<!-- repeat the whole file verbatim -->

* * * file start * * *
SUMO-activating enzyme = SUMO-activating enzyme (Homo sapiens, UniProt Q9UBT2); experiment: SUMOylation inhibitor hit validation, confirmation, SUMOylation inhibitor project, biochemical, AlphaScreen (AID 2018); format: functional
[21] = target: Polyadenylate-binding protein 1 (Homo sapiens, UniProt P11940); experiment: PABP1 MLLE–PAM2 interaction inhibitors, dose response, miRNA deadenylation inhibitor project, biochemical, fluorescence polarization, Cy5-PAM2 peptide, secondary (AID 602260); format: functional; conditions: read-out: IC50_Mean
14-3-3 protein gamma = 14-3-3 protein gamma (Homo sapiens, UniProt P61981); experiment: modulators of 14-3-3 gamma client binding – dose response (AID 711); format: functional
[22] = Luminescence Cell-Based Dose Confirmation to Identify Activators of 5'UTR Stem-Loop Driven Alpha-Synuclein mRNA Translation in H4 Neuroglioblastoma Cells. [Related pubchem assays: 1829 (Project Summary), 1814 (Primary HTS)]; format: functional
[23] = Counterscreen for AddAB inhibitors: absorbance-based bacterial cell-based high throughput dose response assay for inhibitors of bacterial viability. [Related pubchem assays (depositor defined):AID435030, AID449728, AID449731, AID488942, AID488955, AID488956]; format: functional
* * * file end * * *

SUMO-activating enzyme = SUMO-activating enzyme (Homo sapiens, UniProt Q9UBT2); experiment: SUMOylation inhibitor hit validation, confirmation, SUMOylation inhibitor project, biochemical, AlphaScreen (AID 2018); format: functional
[21] = target: Polyadenylate-binding protein 1 (Homo sapiens, UniProt P11940); experiment: PABP1 MLLE–PAM2 interaction inhibitors, dose response, miRNA deadenylation inhibitor project, biochemical, fluorescence polarization, Cy5-PAM2 peptide, secondary (AID 602260); format: functional; conditions: read-out: IC50_Mean
14-3-3 protein gamma = 14-3-3 protein gamma (Homo sapiens, UniProt P61981); experiment: modulators of 14-3-3 gamma client binding – dose response (AID 711); format: functional
[22] = Luminescence Cell-Based Dose Confirmation to Identify Activators of 5'UTR Stem-Loop Driven Alpha-Synuclein mRNA Translation in H4 Neuroglioblastoma Cells. [Related pubchem assays: 1829 (Project Summary), 1814 (Primary HTS)]; format: functional
[23] = Counterscreen for AddAB inhibitors: absorbance-based bacterial cell-based high throughput dose response assay for inhibitors of bacterial viability. [Related pubchem assays (depositor defined):AID435030, AID449728, AID449731, AID488942, AID488955, AID488956]; format: functional